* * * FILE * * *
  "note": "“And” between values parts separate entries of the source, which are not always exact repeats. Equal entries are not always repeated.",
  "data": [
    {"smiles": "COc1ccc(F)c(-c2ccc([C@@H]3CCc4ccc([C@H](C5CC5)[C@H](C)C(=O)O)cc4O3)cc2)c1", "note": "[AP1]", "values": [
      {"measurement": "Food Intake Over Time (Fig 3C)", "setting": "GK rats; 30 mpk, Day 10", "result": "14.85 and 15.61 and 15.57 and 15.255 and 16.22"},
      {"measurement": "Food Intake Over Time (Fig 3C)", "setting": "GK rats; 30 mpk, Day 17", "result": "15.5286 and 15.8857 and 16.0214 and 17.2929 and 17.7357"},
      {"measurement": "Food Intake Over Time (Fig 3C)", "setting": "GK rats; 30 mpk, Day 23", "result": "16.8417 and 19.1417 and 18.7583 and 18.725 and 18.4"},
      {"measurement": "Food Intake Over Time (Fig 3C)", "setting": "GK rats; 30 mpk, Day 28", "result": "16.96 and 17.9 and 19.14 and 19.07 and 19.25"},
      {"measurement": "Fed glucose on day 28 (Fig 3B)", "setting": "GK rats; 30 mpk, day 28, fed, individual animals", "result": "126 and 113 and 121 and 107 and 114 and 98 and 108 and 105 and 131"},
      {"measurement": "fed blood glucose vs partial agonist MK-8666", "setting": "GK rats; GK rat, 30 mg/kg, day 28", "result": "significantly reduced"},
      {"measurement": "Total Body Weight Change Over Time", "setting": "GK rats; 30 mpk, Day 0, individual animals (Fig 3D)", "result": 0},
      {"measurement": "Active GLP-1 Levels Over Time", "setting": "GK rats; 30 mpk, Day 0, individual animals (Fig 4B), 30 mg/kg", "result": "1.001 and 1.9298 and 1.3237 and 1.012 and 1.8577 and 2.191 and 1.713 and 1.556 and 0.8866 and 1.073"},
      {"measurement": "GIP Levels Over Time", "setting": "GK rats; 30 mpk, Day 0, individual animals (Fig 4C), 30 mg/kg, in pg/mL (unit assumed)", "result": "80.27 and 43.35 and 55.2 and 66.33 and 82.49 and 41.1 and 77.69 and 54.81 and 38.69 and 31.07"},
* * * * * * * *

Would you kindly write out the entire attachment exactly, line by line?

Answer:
  "note": "“And” between values parts separate entries of the source, which are not always exact repeats. Equal entries are not always repeated.",
  "data": [
    {"smiles": "COc1ccc(F)c(-c2ccc([C@@H]3CCc4ccc([C@H](C5CC5)[C@H](C)C(=O)O)cc4O3)cc2)c1", "note": "[AP1]", "values": [
      {"measurement": "Food Intake Over Time (Fig 3C)", "setting": "GK rats; 30 mpk, Day 10", "result": "14.85 and 15.61 and 15.57 and 15.255 and 16.22"},
      {"measurement": "Food Intake Over Time (Fig 3C)", "setting": "GK rats; 30 mpk, Day 17", "result": "15.5286 and 15.8857 and 16.0214 and 17.2929 and 17.7357"},
      {"measurement": "Food Intake Over Time (Fig 3C)", "setting": "GK rats; 30 mpk, Day 23", "result": "16.8417 and 19.1417 and 18.7583 and 18.725 and 18.4"},
      {"measurement": "Food Intake Over Time (Fig 3C)", "setting": "GK rats; 30 mpk, Day 28", "result": "16.96 and 17.9 and 19.14 and 19.07 and 19.25"},
      {"measurement": "Fed glucose on day 28 (Fig 3B)", "setting": "GK rats; 30 mpk, day 28, fed, individual animals", "result": "126 and 113 and 121 and 107 and 114 and 98 and 108 and 105 and 131"},
      {"measurement": "fed blood glucose vs partial agonist MK-8666", "setting": "GK rats; GK rat, 30 mg/kg, day 28", "result": "significantly reduced"},
      {"measurement": "Total Body Weight Change Over Time", "setting": "GK rats; 30 mpk, Day 0, individual animals (Fig 3D)", "result": 0},
      {"measurement": "Active GLP-1 Levels Over Time", "setting": "GK rats; 30 mpk, Day 0, individual animals (Fig 4B), 30 mg/kg", "result": "1.001 and 1.9298 and 1.3237 and 1.012 and 1.8577 and 2.191 and 1.713 and 1.556 and 0.8866 and 1.073"},
      {"measurement": "GIP Levels Over Time", "setting": "GK rats; 30 mpk, Day 0, individual animals (Fig 4C), 30 mg/kg, in pg/mL (unit assumed)", "result": "80.27 and 43.35 and 55.2 and 66.33 and 82.49 and 41.1 and 77.69 and 54.81 and 38.69 and 31.07"},